Later on, Arnie tells Dennis:
I saw that car – and I felt such an attraction to it ... I can't explain it very well even to myself. But I saw I could make her better. ... I don't think she's any ordinary car. I don't know why I think that ... but I do.Arnie's parents are furious at their son's impulsive purchase and forbid him to park it at the house. He rents storage and repair space at a local garage and begins spending all of his free time working on the car, fixing things haphazardly, trying to get it street legal. Meanwhile, his friendship with Dennis is strained, and the two friends drift apart. (Dennis narrates two of the three sections of the book; the middle section is told in the third person.)
As Christine is restored to her former glory, Arnie experiences similar positive changes. His skin clears up, he gains self-confidence, and he begins dating a beautiful classmate, Leigh Cabot. But the transformation soon turns negative: Arnie begins exhibiting personality traits that no one even knew existed. He often looks haggard, he starts limping and suffering back pain, and he begins talking like LeBay (who dies shortly after selling the car), inheriting his anger and fury, referring to various authority figures as "shitters". As Arnie becomes more and more stubborn and possessive over Christine, he alienates himself from everyone around him.
Christine is not an ordinary car. The radio plays only music and news bulletins from the 50s. There is also a thick, rotten smell that everyone but Arnie notices, a lingering whiff of decomposition or "gone over eggs". It is the stench of death. Years before, LeBay's young daughter Rita choked to death on a piece of food in the back seat. Six months later, his distraught wife Veronica committed suicide, dying by carbon monoxide.
Dennis has nightmares about the car, and he realizes that he's afraid to walk in front of it, as though it might "accidentally" pop into gear and run him over. Leigh is similarly wary, and she tells Arnie that when they make out in the car, it feels as though she is being watched, with the green lights of the dashboard resembling cat's eyes, "blazing with hate". Arnie acts less honestly passionate and more lecherous while in the car. Leigh eventually believes the car is alive, and sees her as a rival for Arnie's affection. After she nearly chokes to death (mirroring Rita's death), Leigh realizes that Arnie was slow to help her (as LeBay was hesitant to save his daughter) because "Christine didn't want her to have any help. This was Christine's way of getting rid of her."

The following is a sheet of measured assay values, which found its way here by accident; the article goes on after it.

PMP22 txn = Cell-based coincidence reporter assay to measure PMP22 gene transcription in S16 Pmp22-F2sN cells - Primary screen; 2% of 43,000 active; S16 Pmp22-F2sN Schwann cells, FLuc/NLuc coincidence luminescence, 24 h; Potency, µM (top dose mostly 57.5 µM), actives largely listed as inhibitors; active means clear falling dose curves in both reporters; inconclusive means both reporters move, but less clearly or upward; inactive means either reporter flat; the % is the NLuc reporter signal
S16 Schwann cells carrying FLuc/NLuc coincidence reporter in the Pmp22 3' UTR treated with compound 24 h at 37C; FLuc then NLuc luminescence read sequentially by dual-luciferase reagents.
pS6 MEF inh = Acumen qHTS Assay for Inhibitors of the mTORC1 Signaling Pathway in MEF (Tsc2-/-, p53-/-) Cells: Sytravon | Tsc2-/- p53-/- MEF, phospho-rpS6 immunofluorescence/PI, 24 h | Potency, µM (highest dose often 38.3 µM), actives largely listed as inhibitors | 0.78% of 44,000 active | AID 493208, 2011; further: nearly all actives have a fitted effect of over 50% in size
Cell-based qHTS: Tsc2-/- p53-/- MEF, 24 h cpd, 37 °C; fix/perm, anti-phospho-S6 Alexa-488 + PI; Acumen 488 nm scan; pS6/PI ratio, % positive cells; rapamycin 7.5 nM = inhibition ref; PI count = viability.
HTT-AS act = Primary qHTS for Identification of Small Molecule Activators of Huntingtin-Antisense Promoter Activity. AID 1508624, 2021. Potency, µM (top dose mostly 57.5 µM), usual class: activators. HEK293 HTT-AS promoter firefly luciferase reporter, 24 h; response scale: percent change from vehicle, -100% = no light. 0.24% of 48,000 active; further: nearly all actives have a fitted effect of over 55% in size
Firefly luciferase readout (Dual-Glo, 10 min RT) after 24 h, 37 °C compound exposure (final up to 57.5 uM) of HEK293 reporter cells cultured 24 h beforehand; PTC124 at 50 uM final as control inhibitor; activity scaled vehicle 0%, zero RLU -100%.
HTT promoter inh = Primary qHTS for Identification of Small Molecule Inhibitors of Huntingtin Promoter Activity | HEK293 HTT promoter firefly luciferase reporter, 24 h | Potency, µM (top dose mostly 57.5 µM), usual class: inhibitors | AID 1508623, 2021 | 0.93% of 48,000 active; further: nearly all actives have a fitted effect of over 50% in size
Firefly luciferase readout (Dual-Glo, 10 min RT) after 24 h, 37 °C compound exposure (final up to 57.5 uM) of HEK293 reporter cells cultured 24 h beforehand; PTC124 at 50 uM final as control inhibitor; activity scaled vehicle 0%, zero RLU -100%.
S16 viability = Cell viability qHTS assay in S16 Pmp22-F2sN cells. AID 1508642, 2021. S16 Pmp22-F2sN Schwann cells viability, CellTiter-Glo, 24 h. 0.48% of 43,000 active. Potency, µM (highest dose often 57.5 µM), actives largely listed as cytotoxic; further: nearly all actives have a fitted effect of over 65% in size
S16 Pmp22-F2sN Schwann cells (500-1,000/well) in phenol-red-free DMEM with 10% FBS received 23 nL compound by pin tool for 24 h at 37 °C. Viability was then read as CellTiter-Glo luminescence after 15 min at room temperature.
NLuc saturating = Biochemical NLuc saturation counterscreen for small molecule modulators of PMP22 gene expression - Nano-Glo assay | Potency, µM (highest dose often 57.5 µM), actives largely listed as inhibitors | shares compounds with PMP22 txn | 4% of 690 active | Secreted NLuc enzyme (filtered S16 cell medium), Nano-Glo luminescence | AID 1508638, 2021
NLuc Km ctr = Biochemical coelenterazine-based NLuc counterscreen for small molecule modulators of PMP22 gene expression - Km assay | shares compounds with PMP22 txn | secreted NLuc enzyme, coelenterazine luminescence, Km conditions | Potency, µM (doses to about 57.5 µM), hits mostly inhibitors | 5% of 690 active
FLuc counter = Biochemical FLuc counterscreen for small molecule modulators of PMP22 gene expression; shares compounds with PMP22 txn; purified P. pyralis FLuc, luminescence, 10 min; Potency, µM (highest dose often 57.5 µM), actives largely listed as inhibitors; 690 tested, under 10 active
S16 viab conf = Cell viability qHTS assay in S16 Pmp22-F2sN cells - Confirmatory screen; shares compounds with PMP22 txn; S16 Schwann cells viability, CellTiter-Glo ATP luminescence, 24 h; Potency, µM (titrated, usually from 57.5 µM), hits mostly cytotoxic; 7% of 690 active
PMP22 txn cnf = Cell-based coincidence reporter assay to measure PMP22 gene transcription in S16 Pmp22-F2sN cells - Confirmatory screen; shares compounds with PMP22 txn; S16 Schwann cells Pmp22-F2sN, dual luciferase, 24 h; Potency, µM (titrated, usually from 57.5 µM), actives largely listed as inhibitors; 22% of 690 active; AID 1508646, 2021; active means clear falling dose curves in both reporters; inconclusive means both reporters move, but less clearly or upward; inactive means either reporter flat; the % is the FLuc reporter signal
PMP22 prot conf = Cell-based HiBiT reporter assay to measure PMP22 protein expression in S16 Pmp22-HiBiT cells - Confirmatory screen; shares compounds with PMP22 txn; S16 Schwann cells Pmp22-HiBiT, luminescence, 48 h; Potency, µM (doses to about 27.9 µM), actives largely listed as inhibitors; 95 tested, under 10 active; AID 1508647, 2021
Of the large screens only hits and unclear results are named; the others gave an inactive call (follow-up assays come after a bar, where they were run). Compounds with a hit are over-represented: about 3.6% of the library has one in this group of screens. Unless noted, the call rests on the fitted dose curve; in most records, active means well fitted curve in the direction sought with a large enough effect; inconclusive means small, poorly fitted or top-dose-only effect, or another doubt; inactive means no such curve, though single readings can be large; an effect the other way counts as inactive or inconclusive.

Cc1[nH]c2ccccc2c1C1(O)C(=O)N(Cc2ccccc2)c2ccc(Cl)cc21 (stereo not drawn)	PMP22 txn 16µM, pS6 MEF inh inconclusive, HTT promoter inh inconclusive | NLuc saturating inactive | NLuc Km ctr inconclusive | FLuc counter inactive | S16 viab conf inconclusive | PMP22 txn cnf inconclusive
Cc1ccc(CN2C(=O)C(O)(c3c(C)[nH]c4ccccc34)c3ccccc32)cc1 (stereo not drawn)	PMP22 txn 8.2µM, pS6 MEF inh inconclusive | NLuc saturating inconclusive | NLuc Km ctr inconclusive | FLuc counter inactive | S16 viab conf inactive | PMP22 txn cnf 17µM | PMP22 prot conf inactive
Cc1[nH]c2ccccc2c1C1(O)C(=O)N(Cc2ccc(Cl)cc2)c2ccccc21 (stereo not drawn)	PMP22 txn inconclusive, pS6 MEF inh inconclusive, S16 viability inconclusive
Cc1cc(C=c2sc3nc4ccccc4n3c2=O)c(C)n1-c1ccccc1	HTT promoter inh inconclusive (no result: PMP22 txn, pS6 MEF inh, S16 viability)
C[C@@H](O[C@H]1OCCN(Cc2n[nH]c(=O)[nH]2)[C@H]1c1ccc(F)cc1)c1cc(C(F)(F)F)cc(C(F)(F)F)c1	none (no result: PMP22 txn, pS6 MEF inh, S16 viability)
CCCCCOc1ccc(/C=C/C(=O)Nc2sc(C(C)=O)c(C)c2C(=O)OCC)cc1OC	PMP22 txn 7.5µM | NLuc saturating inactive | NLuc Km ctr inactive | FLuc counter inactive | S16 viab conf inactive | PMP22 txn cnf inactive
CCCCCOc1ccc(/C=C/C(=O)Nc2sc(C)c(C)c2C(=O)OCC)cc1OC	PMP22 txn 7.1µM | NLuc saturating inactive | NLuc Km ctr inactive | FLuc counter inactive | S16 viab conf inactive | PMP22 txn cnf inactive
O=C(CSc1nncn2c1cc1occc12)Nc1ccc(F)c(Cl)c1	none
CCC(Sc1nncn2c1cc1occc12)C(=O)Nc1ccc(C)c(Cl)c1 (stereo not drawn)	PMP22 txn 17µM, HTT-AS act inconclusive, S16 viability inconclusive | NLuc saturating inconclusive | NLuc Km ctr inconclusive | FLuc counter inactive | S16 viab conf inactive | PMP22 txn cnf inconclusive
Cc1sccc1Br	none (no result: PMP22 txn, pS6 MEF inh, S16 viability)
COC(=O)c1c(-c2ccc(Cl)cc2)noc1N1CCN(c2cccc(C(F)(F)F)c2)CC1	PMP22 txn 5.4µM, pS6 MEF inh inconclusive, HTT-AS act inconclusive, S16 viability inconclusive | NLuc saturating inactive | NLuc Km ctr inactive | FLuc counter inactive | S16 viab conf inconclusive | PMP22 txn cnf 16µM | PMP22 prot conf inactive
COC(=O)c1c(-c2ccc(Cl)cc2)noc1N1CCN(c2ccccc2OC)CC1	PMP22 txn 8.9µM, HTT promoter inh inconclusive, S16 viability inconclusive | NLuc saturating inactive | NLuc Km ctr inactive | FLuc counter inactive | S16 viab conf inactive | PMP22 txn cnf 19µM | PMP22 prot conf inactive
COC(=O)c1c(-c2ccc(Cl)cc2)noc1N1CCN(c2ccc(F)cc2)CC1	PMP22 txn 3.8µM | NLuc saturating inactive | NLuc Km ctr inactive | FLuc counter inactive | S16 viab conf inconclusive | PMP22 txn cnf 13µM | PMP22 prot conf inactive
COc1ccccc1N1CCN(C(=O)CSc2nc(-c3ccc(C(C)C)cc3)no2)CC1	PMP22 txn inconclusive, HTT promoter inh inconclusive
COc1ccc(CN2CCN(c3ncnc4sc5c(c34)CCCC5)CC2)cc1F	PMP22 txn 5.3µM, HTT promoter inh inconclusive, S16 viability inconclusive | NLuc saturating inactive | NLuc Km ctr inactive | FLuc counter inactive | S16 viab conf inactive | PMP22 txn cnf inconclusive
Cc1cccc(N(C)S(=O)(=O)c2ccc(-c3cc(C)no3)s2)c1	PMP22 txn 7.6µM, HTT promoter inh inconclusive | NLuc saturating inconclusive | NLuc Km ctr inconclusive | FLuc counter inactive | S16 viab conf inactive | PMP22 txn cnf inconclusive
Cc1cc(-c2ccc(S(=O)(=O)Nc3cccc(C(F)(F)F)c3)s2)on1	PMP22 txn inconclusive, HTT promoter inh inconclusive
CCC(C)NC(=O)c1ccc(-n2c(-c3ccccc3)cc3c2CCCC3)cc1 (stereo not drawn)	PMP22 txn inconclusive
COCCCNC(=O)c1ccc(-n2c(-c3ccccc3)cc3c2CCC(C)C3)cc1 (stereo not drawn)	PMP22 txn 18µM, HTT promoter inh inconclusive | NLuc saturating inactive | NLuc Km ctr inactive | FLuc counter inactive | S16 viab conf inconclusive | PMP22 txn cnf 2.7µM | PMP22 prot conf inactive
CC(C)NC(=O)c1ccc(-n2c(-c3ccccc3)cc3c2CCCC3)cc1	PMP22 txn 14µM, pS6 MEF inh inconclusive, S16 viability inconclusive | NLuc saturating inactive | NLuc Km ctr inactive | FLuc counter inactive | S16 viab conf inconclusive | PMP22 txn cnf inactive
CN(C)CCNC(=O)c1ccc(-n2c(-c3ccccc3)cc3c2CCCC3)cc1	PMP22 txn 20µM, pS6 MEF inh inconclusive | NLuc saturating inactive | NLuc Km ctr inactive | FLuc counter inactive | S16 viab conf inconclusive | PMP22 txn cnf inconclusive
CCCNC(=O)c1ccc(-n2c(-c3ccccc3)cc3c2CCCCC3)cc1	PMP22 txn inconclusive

When a bunch of hoodlums vandalize Christine – a fight with Arnie led to their expulsion from school and they have promised revenge – Arnie vows to destroy the shitters. He begins repairing Christine again, but this time the repairs are complete in a matter of days. Even Arnie is somewhat mystified, experiencing blackouts where "he couldn't remember what he had done to Christine and what he hadn't". Arnie soon realizes that Christine has the ability to regenerate, to fix itself; as its odometer runs backwards - which Arnie initially dismisses as a wiring glitch - it gains power and strength.